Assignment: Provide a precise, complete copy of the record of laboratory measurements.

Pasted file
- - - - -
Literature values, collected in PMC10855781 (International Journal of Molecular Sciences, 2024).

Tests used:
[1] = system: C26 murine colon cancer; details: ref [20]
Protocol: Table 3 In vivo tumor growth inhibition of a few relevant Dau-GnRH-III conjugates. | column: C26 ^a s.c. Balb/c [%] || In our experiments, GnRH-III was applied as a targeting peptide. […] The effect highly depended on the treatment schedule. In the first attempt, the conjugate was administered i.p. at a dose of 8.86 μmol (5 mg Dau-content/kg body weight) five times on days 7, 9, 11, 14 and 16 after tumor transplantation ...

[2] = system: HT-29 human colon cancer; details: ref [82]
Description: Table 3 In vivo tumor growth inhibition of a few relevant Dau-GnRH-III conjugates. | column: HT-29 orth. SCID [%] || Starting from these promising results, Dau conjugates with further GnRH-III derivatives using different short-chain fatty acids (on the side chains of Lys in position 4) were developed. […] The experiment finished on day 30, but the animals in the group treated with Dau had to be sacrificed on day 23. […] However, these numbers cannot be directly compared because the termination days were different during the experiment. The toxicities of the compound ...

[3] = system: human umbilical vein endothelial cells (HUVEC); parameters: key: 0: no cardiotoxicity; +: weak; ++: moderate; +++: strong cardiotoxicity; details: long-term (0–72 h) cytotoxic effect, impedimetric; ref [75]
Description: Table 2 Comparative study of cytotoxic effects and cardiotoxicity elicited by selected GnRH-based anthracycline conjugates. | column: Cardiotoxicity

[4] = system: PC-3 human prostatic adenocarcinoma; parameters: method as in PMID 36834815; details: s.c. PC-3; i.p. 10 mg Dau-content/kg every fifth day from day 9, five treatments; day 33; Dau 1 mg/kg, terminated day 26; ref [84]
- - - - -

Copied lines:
Literature values, collected in PMC10855781 (International Journal of Molecular Sciences, 2024).

Tests used:
[1] = system: C26 murine colon cancer; details: ref [20]
Protocol: Table 3 In vivo tumor growth inhibition of a few relevant Dau-GnRH-III conjugates. | column: C26 ^a s.c. Balb/c [%] || In our experiments, GnRH-III was applied as a targeting peptide. […] The effect highly depended on the treatment schedule. In the first attempt, the conjugate was administered i.p. at a dose of 8.86 μmol (5 mg Dau-content/kg body weight) five times on days 7, 9, 11, 14 and 16 after tumor transplantation ...

[2] = system: HT-29 human colon cancer; details: ref [82]
Description: Table 3 In vivo tumor growth inhibition of a few relevant Dau-GnRH-III conjugates. | column: HT-29 orth. SCID [%] || Starting from these promising results, Dau conjugates with further GnRH-III derivatives using different short-chain fatty acids (on the side chains of Lys in position 4) were developed. […] The experiment finished on day 30, but the animals in the group treated with Dau had to be sacrificed on day 23. […] However, these numbers cannot be directly compared because the termination days were different during the experiment. The toxicities of the compound ...

[3] = system: human umbilical vein endothelial cells (HUVEC); parameters: key: 0: no cardiotoxicity; +: weak; ++: moderate; +++: strong cardiotoxicity; details: long-term (0–72 h) cytotoxic effect, impedimetric; ref [75]
Description: Table 2 Comparative study of cytotoxic effects and cardiotoxicity elicited by selected GnRH-based anthracycline conjugates. | column: Cardiotoxicity

[4] = system: PC-3 human prostatic adenocarcinoma; parameters: method as in PMID 36834815; details: s.c. PC-3; i.p. 10 mg Dau-content/kg every fifth day from day 9, five treatments; day 33; Dau 1 mg/kg, terminated day 26; ref [84]